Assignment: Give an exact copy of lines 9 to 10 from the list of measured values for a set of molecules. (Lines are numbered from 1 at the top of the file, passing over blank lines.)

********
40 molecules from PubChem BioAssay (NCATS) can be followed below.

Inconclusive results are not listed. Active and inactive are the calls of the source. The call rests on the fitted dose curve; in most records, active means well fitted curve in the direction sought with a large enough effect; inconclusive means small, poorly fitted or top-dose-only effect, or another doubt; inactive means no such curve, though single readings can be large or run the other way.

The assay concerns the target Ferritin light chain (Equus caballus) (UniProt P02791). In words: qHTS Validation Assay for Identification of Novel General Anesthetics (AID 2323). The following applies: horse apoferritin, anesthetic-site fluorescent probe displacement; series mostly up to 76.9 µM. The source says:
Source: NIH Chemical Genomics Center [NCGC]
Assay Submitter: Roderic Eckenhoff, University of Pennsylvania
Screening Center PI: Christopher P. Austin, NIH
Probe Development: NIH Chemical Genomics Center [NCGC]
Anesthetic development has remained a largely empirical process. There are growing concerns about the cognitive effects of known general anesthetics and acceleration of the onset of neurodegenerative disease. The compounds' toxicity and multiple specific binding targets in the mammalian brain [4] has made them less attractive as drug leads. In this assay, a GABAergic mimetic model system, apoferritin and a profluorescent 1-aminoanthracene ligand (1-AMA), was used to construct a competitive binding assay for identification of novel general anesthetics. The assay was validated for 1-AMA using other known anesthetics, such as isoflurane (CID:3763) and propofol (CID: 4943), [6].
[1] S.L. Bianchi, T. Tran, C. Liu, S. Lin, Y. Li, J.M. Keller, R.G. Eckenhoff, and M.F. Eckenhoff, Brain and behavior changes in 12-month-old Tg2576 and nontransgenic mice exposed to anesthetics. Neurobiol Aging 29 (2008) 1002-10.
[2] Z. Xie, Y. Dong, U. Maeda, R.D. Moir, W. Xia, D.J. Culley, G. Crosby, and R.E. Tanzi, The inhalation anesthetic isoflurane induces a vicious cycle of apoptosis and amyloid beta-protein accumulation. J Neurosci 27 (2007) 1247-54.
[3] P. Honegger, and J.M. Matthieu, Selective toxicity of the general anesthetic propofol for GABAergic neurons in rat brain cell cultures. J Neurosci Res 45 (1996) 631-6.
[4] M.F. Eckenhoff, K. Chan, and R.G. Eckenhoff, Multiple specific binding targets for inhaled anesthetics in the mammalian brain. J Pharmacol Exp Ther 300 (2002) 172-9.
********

[1] S.L. Bianchi, T. Tran, C. Liu, S. Lin, Y. Li, J.M. Keller, R.G. Eckenhoff, and M.F. Eckenhoff, Brain and behavior changes in 12-month-old Tg2576 and nontransgenic mice exposed to anesthetics. Neurobiol Aging 29 (2008) 1002-10.
[2] Z. Xie, Y. Dong, U. Maeda, R.D. Moir, W. Xia, D.J. Culley, G. Crosby, and R.E. Tanzi, The inhalation anesthetic isoflurane induces a vicious cycle of apoptosis and amyloid beta-protein accumulation. J Neurosci 27 (2007) 1247-54.